A handful of children, with bat masks on their heads and arms outstretched for balance, walk gingerly across the field, each careful not to unseat the Ping-Pong ball riding precariously in a spoon held by clenched teeth. If they get the ball into the targeted basket, the children are rewarded with candy. The youngsters, some as young as 4 years, are pretending to be bats. The Ping-Pong ball stands in for pollen, the basket for a banana flower and the candy is the sweet nectar that rewards pollinating bats. So goes a lesson at Quebrada Seca school in rural Colombia.
Our efforts to teach children and their teachers about the importance of bats grew from the need to protect nearby Macaregua Cave, an important maternity roost for Trinidadian funnel-eared bats (Natalus tumidirostris). At Fundación Chimbilako, we took up the educational challenge with a grant from Bat Conservation International’s Global Grassroots Conservation Fund. Our nonprofit foundation was founded at the Universidad de los Andes in Bogotá, Colombia, in 2004 to study the nation’s biodiversity, with an emphasis on bats.
Several of us involved with Fundación Chimbilako have conducted research at Macaregua Cave, which is also used by Seba’s short-tailed bats (Carollia perspicillata), Pallas’ long-tongued nectar bats (Glossophaga soricina) and Peters’s ghost-faced bats (Mormoops megalophylla). We developed tight relationships with several families in the surrounding community, and some local youngsters have helped as field assistants since 2003. Taking advantage of these friendships, we began our bat-education campaign at Quebrada Seca school in the Curití municipality, some 1.8 miles (3 kilometers) from the cave.
With about 40 students ages 4 to 15, at our first workshop, we started by assessing their knowledge of nature, other animals and finally bats. The children recognized similarities between bats and other mammals and easily saw themselves as mammals, but then we discovered enormous misconceptions about bats. Pupils described bats as evil spirits or flying mice, some insisted bats were deaf or blind and quite a few concluded that bats must defecate through their mouths since they hang upside down. We clearly had our work cut out for us, and we knew that protecting the cave required convincing the community of the ecological and economic value of its bats.
Colombia is a bat-diversity hot spot, with 178 bat species documented within its borders. Yet basic bat biology and diversity are rarely taught in Colombian schools, so harmful myths often are the only information available to children. To correct those falsehoods, we planned to show children the similarities between their own experiences and those of bats and to explain the important services that bats provide for their community.
Our ultimate goal is to protect Colombian bats, starting with those that inhabit one of our most endangered ecosystems, the arid tropical forests. The area around Macaregua Cave, at an elevation of more than 5,150 feet (1,575 meters), is mostly a mosaic of fragmented patches, with corn and bean agriculture and tobacco plantations.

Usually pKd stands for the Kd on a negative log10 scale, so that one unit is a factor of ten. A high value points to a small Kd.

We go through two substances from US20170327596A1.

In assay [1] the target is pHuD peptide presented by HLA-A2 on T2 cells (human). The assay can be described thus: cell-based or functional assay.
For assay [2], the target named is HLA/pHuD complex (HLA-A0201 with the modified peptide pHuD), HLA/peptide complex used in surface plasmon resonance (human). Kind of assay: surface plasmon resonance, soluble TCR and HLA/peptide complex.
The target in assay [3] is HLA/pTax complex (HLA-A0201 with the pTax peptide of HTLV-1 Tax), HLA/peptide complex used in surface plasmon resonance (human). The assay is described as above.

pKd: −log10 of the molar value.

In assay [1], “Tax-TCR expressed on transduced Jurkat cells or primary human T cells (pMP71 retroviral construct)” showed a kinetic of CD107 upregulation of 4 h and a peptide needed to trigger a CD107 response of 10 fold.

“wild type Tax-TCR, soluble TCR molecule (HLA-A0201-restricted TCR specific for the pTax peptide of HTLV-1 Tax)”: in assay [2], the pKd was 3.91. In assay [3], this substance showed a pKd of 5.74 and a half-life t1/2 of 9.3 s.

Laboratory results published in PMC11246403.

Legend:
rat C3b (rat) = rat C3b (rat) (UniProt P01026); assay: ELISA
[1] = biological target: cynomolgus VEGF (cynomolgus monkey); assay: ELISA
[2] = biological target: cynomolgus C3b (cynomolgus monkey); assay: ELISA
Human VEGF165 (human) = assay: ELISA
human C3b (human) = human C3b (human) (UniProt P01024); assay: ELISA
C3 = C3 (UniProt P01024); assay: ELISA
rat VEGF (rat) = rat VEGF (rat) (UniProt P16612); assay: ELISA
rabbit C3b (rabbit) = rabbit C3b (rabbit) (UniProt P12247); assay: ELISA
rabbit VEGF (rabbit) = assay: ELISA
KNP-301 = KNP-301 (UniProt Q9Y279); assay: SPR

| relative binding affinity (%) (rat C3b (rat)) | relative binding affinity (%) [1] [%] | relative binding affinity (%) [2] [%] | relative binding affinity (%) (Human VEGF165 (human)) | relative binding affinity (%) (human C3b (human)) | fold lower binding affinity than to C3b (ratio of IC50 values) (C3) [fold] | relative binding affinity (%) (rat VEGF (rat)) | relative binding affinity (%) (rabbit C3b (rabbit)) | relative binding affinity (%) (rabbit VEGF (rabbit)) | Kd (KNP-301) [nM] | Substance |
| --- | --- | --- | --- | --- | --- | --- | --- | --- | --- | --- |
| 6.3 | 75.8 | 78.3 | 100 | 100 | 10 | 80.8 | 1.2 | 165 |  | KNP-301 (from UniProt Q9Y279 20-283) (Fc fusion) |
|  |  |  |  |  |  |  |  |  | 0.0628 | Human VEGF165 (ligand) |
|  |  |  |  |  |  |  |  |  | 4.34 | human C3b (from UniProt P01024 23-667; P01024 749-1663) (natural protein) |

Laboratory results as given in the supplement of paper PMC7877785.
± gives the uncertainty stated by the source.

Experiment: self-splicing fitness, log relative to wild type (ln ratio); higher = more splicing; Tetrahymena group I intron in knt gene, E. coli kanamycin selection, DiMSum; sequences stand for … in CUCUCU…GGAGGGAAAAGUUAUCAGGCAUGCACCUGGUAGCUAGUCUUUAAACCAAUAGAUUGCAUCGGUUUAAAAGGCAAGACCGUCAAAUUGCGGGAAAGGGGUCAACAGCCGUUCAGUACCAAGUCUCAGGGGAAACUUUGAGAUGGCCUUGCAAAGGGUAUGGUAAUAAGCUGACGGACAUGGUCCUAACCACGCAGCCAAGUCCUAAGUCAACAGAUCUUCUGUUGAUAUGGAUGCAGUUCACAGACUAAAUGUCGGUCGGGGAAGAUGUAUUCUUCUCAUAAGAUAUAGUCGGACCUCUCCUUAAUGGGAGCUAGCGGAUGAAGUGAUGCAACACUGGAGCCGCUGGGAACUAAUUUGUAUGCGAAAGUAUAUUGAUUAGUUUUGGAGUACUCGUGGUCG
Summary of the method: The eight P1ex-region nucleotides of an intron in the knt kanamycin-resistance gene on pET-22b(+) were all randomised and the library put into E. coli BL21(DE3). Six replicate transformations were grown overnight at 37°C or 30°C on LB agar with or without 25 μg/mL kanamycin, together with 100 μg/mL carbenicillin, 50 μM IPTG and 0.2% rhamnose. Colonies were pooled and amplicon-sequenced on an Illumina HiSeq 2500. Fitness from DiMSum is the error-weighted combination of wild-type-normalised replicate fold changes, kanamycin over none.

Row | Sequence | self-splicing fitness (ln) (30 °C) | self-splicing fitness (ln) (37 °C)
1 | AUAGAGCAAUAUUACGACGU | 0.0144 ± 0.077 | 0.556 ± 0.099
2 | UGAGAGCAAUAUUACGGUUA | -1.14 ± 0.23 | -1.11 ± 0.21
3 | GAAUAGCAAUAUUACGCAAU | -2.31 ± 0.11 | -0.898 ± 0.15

With the help of pictures and detailed descriptions of various bats, we were able to modify some of those deep-rooted erroneous beliefs. Children colored and decorated illustrations of bats, paying particular note to their external anatomy. The youngsters recognized the many – often unexpected – similarities between bats and themselves, such as the eyes, hidden arms and fingers that support the wings.
Our second workshop focused on bats’ ecological services. We used a simple game to explain how insect-eating bats help protect bean and corn crops from damaging insects. We emphasized that the Trinidad funnel-eared bats and ghost-faced bats that live at Macaregua Cave near their homes are very effective at consuming pests.
Explaining bat pollination was a special challenge, since few students were aware of the process. Most, however, knew banana flowers well, so we built our explanations around their familiarity with the rural environment to show how pollen, nectar and flower shape are critical aspects of bat pollination. And that, of course, is where the game of Ping-Pong balls came in. Afterwards, children were able to describe how bats benefit humans by helping to produce fruit and seeds and by protecting plantations from harmful insects.
To gauge the results of our education efforts, we tested students with a jigsaw puzzle picturing the parts of a bat and with a game similar to “Chutes and Ladders.” We were stunned by how much information the children retained several weeks after the workshops. Most of the false beliefs were changed. Our next step is to ensure that bats are better understood and valued so the community will be committed to protecting the bats of Macaregua Cave. We hope ultimately to eradicate misconceptions about bats in all areas of high bat diversity where conservation needs are critical.
On our last visit to Quebrada Seca, we taught the basics of echolocation through a sound-based game similar to tag. We explained how bats perceive their surroundings and are able to live in Macaregua Cave and flutter through the night without magical powers. Finally, we were invited to meet with 15 teachers from other schools in the region, educating them to the values of bats so they can take that message home to their schools and students.
We are confident that our foray into environmental education has made a difference with these youngsters by correcting misinformation and explaining the values of these wonderful flying mammals. Hopefully, some of these students will grow into adults who accept the responsibility of protecting Macaregua´s cave.